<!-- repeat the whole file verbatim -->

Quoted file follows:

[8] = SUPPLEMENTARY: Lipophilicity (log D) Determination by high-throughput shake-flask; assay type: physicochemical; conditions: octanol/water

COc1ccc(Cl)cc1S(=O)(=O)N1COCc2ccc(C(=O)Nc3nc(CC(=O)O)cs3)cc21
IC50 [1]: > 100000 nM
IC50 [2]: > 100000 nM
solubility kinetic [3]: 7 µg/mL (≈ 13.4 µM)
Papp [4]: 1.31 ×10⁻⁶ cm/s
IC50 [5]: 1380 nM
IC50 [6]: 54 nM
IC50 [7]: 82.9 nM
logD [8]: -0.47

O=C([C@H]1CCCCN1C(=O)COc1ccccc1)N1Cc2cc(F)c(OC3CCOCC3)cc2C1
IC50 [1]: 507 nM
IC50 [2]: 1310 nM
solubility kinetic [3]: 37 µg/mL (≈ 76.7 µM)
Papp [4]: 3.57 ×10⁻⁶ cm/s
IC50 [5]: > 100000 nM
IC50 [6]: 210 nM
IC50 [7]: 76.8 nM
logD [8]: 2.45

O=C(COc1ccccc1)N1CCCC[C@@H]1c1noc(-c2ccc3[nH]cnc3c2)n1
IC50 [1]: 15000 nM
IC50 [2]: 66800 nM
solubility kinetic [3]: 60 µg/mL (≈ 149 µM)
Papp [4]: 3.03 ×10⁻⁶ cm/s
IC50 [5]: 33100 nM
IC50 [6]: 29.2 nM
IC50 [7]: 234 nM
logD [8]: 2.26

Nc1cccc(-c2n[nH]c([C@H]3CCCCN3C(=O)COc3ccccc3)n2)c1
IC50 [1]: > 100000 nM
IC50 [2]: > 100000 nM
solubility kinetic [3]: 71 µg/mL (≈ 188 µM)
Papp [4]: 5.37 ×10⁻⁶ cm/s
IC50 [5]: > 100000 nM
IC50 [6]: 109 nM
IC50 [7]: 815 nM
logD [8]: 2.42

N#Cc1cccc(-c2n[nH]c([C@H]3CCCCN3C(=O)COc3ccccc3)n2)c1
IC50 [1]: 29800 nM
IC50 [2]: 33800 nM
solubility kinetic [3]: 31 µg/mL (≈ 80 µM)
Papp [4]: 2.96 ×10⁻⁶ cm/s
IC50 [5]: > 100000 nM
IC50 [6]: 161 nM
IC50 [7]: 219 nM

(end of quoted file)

[8] = SUPPLEMENTARY: Lipophilicity (log D) Determination by high-throughput shake-flask; assay type: physicochemical; conditions: octanol/water

COc1ccc(Cl)cc1S(=O)(=O)N1COCc2ccc(C(=O)Nc3nc(CC(=O)O)cs3)cc21
IC50 [1]: > 100000 nM
IC50 [2]: > 100000 nM
solubility kinetic [3]: 7 µg/mL (≈ 13.4 µM)
Papp [4]: 1.31 ×10⁻⁶ cm/s
IC50 [5]: 1380 nM
IC50 [6]: 54 nM
IC50 [7]: 82.9 nM
logD [8]: -0.47

O=C([C@H]1CCCCN1C(=O)COc1ccccc1)N1Cc2cc(F)c(OC3CCOCC3)cc2C1
IC50 [1]: 507 nM
IC50 [2]: 1310 nM
solubility kinetic [3]: 37 µg/mL (≈ 76.7 µM)
Papp [4]: 3.57 ×10⁻⁶ cm/s
IC50 [5]: > 100000 nM
IC50 [6]: 210 nM
IC50 [7]: 76.8 nM
logD [8]: 2.45

O=C(COc1ccccc1)N1CCCC[C@@H]1c1noc(-c2ccc3[nH]cnc3c2)n1
IC50 [1]: 15000 nM
IC50 [2]: 66800 nM
solubility kinetic [3]: 60 µg/mL (≈ 149 µM)
Papp [4]: 3.03 ×10⁻⁶ cm/s
IC50 [5]: 33100 nM
IC50 [6]: 29.2 nM
IC50 [7]: 234 nM
logD [8]: 2.26

Nc1cccc(-c2n[nH]c([C@H]3CCCCN3C(=O)COc3ccccc3)n2)c1
IC50 [1]: > 100000 nM
IC50 [2]: > 100000 nM
solubility kinetic [3]: 71 µg/mL (≈ 188 µM)
Papp [4]: 5.37 ×10⁻⁶ cm/s
IC50 [5]: > 100000 nM
IC50 [6]: 109 nM
IC50 [7]: 815 nM
logD [8]: 2.42

N#Cc1cccc(-c2n[nH]c([C@H]3CCCCN3C(=O)COc3ccccc3)n2)c1
IC50 [1]: 29800 nM
IC50 [2]: 33800 nM
solubility kinetic [3]: 31 µg/mL (≈ 80 µM)
Papp [4]: 2.96 ×10⁻⁶ cm/s
IC50 [5]: > 100000 nM
IC50 [6]: 161 nM
IC50 [7]: 219 nM